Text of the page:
Artexte’s blog: a place for exchange, experimentation and sharing of ideas related to research in contemporary art.

This section gathers posts that showcase highlights from the collection, as well as links made between documents in the collection through serendipitous discovery.
This section highlights exchanges and conversations between the Artexte research community and the contemporary art community. It includes interviews, responses to articles or blog posts, or documentation of institutional partnerships.
This section features the work and observations of the individuals who frequent Artexte, including researchers, authors, students and artists.
This section is dedicated to employees, interns and volunteers who discuss their professional experience.
Field Notes

A conversation with Michèle Champagne

Michèle Champagne’s residency at Artexte followed the contours of happiness, its industry, vocabulary and legibility. Happiness. An emotion? A feeling? Or an object of measure?

Michèle Champagne is a graphic designer who moves between visual research, creative direction, and publication design. She works with publication as a “two-way” conversation, and she meanders through open source dynamics, collaborative authorship, and reader participation. After completing a Masters of Design at Sandberg Instituut Amsterdam in 2011, Champagne is recognized for her collaborations with Droog, Mediamatic, Metahaven, Penguin Random House, Strelka Institute, and VPRO. In 2016 she co-founds, an international school dedicated to design, art, and computation. She lives in Montréal.

J2 I know that you’ve trained in graphic design and likely have a very different relationship to visual art than someone with another background, so, I’m curious about what sparked your interest in this collection. Could you discuss what led you to this project?

MC What attracted me to the collection was its contemporary nature: knowing it was specific to the times. My research looks at the vocabulary of the happiness industry, whose latest incarnation is rather novel. To be sure, the industry has a history, anchored in Jeremy Bentham’s panopticon ambitions in the eighteenth century, and in the rise of positive psychology and human resources in the twentieth century. But since the early twenty-first century, we’ve seen the emergence of a new belief that our emotions are objectively knowable, that they can be measured, analyzed, and integrated into workplace strategies, health care strategies, and security strategies. Even audience engagement strategies… so many strategies.

Recently the industry has been welcomed in the heart of global economic management, as happiness indexes at the United Nations and ‘wellness’ gizmos at the World Economic Forum in Davos. The industry also lies at the heart of some of the world’s most powerful computer sciences, like with Facebook’s DeepMask or Google’s TensorFlow algorithms which survey images for smiles, faces, emotions, and so much more. “Our hopes are being strategically channelled into this quest for happiness, in an objective, measurable, administered sense,” writes political economist William Davies in The Happiness Industry, from 2016. “Questions of mood, which were once deemed ‘subjective,’ are now answered using objective data.”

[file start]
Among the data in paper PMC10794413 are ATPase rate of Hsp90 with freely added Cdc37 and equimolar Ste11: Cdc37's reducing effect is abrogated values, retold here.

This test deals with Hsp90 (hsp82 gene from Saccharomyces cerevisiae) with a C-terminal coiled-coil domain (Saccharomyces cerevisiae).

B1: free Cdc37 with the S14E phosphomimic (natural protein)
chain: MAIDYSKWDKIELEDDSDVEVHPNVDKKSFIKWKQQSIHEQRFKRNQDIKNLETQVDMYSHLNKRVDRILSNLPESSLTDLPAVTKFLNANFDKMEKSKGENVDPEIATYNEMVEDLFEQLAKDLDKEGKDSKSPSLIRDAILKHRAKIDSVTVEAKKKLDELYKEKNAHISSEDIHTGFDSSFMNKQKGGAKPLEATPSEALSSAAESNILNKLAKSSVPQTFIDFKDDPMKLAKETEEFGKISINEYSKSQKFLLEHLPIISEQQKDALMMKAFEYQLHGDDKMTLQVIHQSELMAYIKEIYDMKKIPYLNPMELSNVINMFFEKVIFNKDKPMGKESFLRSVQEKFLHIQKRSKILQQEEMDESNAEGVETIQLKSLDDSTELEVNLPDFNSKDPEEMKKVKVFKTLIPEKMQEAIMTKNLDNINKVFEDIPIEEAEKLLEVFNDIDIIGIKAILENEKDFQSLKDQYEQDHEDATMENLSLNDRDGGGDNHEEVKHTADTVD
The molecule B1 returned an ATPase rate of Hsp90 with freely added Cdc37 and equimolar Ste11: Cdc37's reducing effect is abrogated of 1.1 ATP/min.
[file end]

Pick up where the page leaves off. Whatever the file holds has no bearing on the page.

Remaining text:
Why is Davos so concerned with our feelings? Why does Facebook study our moods? Feelings. Moods. Emotions. What are we even talking about? Happiness? Or life satisfaction? Individual attitudes? Or social mores? The industry has an answer: happiness is not only scientific but individual, repeating the mantra of positive psychology that happiness is a personal choice. If you’re feeling down, it’s your own fault, and if you want to feel better, it’s up to you to make a change. Well, it’s up to you, your FitBit and MoodPanda, that is. Happiness, the industry says, is a solitary pleasure.

Economists, scientists, and psychiatrists have convinced many of us that happiness is life’s ultimate goal. Why do we let them do that? Why does the search for happiness take precedence over building knowledge? Nurturing compassion? Or any other ideal? The industry’s terms of engagement are questionable and that’s why I’m at Artexte: to ask artists, curators, and writers how they define and interpret the terms. In the book Adrian Piper: Colored People[1]1Anon. (1991). Adrian Piper : Colored People. London, England : Adrian Piper ; s.l. : Book Works., we find participatory photography playing with the “colloquial metaphor of color as mood,” and in the catalogue Ctrl [Space]: Rhetorics of Surveillance from Bentham to Big Brother[2]2Campbell, Duncan , Darnton, Robert , Druckrey, Timothy , Farocki, Harunet , Foucault, Michel , Katti, Christian , Schmidt-Burkhardt, Astrit , Virilio, Paul , Zbikowski, Dörte (2002). Ctrl Space : Rhetorics of Surveillance from Bentham to Big Brother. Karlsruhe, Germany : ZKM Center for Art and Media. we find a seminal genealogy of panoptic art and architecture at the turn of the twenty-first century.

J2 What is it about art documentation that enriches or feeds your investigation into this industry and these terms?